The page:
I’m transitioning…. from student to professional.
5 tips on how to make this transition a success
That degree you worked so hard for is finally yours. You even successfully applied for that job that will kick start your career. Party time is over because you mean business!
However, the first steps into the professional world are not always that comfortable.
You have to work with people you have never met. You are not entirely sure how to meet the expectations of your boss. And on top of that, the organization that you start to work for is maybe not as well structured as you expected it to be. Mmmmm, doubt, frustration, what to do?
Here are 5 tips to ease the transition into the professional world…
Start managing your manager
Your boss needs your time, and that is legitimate. What isn’t legitimate, is just dumping all kinds of tasks, deliverables, projects, … on you. Although you can’t really manage time, you can manage how it’s used. And sometimes your boss just needs some help in realizing this. Time to manage your manager!
- Tell your boss when you’re reaching saturation point.
- Make your boss aware of the consequences if they try to overload you. “Yes I could get that done by then, but that would delay this…”
- Don’t say yes to everything your boss asks you to do. Negotiate!
- Ask your boss to prioritize when they give you a list of tasks.
Spend some time to get to know your manager and what they expect. This allows you to find out what works to convince them to invest in you. Do they prefer to read info? Then keep them in the loop via mail. Are they good listeners? Organize regular one on one talks with them to explain your progress. Everyone comes with an instruction manual. Even the boss! So make sure you have “read the manual”. Luckily, no assembly needed!
Cherish your inner Hercule Poirot
To make sure you really know what is expected from you, you will have to ask some serious questions: What are the concrete deliverables that are expected from me? In what way should I report back? How often will we meet to talk about my progression? Who do I contact to ask for help? How do I get the resources/info I need? Where can I find the people / the information I need? Etc.
Your manager and teammates are not always aware that the answers are still a big unknown for you. By asking these questions, you “manage” them even more to invest the necessary time in you. And once you have found out the answers to all your questions, you can activate ‘your little grey cells’ and go back with an answer: “Here’s what I can do: …”
Know nothing and be proud of it
Being the “new kid on the block” always seems daunting. Especially when you are surrounded by people that have loads of experience or that have a huge expertise. It might seem that you don’t have much added value to bring. Think again!
The fact that you can look at things without bias and bring a fresh and new perspective is immensely valuable. Your inexperience is also your quality! It’s even one of the top reasons why companies hire new recruits: their unbiased, untainted view. So, dare to challenge by asking “stupid” questions: How does this work? Why do you do things this way? Showing your eagerness to learn and your desire to understand the operations of the organization will challenge others to reflect more on their approach. Maybe you can even teach them a trick or two!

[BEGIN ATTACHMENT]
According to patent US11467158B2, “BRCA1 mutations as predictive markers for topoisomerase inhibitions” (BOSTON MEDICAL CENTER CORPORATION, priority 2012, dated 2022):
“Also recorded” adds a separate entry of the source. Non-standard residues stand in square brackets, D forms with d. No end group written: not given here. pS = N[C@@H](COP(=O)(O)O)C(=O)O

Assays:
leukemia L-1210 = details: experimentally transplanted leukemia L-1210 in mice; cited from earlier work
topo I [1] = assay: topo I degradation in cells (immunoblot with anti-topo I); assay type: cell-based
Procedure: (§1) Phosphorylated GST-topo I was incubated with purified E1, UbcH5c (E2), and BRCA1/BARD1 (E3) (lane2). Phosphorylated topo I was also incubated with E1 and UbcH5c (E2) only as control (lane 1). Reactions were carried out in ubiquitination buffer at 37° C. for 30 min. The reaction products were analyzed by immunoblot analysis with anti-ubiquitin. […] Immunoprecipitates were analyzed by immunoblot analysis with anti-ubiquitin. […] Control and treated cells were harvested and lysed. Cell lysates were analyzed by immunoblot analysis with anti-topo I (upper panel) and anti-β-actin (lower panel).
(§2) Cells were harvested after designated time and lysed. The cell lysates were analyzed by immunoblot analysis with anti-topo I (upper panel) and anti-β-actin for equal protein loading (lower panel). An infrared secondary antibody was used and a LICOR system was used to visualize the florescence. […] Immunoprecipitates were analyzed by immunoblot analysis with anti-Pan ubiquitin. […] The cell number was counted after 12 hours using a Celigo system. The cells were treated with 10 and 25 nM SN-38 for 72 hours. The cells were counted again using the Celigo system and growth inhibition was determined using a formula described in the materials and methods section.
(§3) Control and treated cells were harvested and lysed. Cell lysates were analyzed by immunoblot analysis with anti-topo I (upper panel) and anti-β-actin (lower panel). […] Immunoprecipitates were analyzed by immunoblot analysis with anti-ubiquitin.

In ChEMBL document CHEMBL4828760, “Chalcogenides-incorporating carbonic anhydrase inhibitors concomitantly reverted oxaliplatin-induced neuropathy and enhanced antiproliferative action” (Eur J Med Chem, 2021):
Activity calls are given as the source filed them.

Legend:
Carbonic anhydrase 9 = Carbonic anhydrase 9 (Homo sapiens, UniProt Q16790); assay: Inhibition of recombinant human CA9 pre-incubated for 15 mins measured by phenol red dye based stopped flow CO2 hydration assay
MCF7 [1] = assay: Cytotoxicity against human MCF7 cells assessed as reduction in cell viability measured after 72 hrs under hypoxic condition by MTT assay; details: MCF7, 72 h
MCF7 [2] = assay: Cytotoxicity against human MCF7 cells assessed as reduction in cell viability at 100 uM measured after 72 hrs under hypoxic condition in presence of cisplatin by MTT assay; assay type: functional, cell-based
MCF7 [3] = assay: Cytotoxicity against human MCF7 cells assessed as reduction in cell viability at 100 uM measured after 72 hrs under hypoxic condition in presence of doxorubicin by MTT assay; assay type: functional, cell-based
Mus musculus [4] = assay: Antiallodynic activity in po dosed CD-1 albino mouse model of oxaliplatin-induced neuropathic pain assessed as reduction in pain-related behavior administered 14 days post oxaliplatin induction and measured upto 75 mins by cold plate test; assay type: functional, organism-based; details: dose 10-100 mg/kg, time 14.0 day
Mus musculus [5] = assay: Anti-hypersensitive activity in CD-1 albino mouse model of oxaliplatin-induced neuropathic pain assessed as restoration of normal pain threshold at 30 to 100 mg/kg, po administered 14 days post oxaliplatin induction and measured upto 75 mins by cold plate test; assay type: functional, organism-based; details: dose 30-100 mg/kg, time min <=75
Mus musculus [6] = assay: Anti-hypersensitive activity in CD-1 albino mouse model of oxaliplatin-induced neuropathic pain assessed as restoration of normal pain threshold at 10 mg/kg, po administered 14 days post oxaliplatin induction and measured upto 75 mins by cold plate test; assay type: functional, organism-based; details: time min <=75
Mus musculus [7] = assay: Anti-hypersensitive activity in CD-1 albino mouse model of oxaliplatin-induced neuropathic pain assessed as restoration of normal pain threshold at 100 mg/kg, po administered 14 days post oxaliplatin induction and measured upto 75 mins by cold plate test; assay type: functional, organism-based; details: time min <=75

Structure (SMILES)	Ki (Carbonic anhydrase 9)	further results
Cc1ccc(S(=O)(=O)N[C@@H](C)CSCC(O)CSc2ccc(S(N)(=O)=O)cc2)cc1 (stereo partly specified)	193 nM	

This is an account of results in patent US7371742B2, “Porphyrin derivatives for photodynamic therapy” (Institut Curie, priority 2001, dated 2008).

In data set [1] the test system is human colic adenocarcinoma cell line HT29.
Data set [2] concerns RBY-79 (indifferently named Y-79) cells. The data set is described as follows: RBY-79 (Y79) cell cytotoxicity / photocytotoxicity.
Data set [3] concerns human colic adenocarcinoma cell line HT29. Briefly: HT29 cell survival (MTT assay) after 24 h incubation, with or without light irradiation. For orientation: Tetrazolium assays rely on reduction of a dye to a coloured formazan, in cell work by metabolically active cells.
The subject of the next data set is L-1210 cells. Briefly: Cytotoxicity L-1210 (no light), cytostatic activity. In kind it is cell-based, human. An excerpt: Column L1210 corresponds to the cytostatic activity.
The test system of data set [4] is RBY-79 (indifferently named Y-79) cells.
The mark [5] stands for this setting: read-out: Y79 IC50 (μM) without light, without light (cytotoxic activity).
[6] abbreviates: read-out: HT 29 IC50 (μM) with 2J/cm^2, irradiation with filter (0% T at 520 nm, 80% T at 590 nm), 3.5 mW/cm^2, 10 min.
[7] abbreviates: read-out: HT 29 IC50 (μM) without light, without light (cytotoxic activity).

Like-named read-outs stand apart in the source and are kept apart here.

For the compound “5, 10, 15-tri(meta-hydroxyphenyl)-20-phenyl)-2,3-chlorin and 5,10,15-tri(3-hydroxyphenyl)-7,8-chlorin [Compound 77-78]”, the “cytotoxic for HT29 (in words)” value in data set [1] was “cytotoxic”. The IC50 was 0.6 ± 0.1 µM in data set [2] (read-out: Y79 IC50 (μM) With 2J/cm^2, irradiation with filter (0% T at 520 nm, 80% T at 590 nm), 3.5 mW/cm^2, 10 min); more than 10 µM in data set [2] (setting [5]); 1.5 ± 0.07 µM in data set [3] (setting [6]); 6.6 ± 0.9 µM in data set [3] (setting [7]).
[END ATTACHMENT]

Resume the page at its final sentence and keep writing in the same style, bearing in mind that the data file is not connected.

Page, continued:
Explore strange new worlds
Starting in a new organization is always an opportunity to discover a whole new world. People use a mysterious vocabulary. They have some special rituals you are not aware of. And why oh why is there a sign posted on the elevator doors saying you should use the stairs?
Investing time in learning about the company values and culture is essential. You need to do this to fully understand the sensitivities of the organization. Get to know the mission/vision of the company. Have a good look at the organizational chart. Spend some time at the coffee machine with your colleagues to chat about what they appreciate in the company. And don’t forget to subscribe for the next company event.
Stop being selfish
At school or university, a climate is developed where you work towards certain, pre-defined milestones: tests and exams. The bulk of the work has to be done by you, and you alone. If you fail a test or an exam, you are most often the only one to suffer the consequences (except maybe for your local pub that might not see you as regularly anymore 😉).
However, professional life is not about sitting tests and exams. Companies expect you to constantly deliver. Deadlines need to be respected. This means that you have to work towards these deadlines on a daily basis. And most importantly: the work you do has an impact on an entire team or organization. Not achieving a goal, has proper consequences: it causes delays, results are lagging and customers are not happy.
Not to worry:
Teamwork makes the dream work! Luckily you have your team members, other colleagues and your manager to support you. Everything becomes a team effort. Adapting to this “team” mindset and performing on a daily basis becomes your new way of living. It puts you on the road to success. It pays to stop being selfish!
Looking for more support to ease your transition into the professional world? A traineeship it is!